Stonefly

Stonefly by Scott J. Holliday

Jake found the boy almost immediately on the first day when he was fly fishing in Braketon. The fishing trip was supposed to be a break from his curse; some time alon from people and their almost never-ending wishes. Jake was cursed; if he heard someone make a wish, he had one week to grant that wish or the wisher died. He hoped the kid would have a kid-like wish. Nope. Jake was most definitely cursed. Instead of wishing for a puppy, the kid wished someone would kill his dad.

Scott J. Holliday has one of the most alluring writing styles I’ve read in quite some time. The descriptions are so accurate the reader can smell the flowers or the blood; can feel the water on the lake and can hope the curse will be lifted. Holliday knows how to pace and plot and develop a character so wonderful readers will be anxiously watching their calendars for their next installment.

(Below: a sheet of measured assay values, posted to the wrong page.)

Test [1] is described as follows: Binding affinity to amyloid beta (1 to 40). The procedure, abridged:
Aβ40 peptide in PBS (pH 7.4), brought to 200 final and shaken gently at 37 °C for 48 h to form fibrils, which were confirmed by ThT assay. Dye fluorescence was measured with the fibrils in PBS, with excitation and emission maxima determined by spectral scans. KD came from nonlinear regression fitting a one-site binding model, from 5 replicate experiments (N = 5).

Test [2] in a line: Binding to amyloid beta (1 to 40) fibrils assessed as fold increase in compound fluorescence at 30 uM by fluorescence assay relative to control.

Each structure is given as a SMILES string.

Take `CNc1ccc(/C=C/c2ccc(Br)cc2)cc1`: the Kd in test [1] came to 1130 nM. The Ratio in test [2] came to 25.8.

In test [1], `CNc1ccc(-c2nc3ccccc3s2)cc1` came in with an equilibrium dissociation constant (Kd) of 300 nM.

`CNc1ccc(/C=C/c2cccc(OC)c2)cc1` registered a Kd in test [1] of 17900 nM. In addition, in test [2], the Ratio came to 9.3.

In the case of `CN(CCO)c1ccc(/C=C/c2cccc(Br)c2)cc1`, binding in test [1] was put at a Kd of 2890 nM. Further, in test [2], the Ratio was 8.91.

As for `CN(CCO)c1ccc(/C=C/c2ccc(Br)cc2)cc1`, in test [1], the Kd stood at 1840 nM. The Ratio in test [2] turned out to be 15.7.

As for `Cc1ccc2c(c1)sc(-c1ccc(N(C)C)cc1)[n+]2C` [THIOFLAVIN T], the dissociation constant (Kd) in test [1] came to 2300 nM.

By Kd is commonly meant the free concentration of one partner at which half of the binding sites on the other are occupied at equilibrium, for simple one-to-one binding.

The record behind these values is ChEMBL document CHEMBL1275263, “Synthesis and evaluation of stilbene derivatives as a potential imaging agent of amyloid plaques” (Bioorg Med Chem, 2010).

This copy was received from NetGalley at no cost in exchange for an honest review from the author.

Tortured Dreams

Tortured Dreams by Hadena James

Aislin Cain is a sociopath. She killed her first person at age eight. By her mid-twenties, she had killed three people. She had established herself intentionally as a prime victim, since she was a small woman, she could easily play the part. Once she lured the person to her, if he chose to take the bait, his fate was then in his own hands.

She set her own rules and morals because if she didn’t, she would have none. So, if she thought a stalker was following her home, she locked all the doors and windows. She didn’t want to make it easy for him to get in, after all.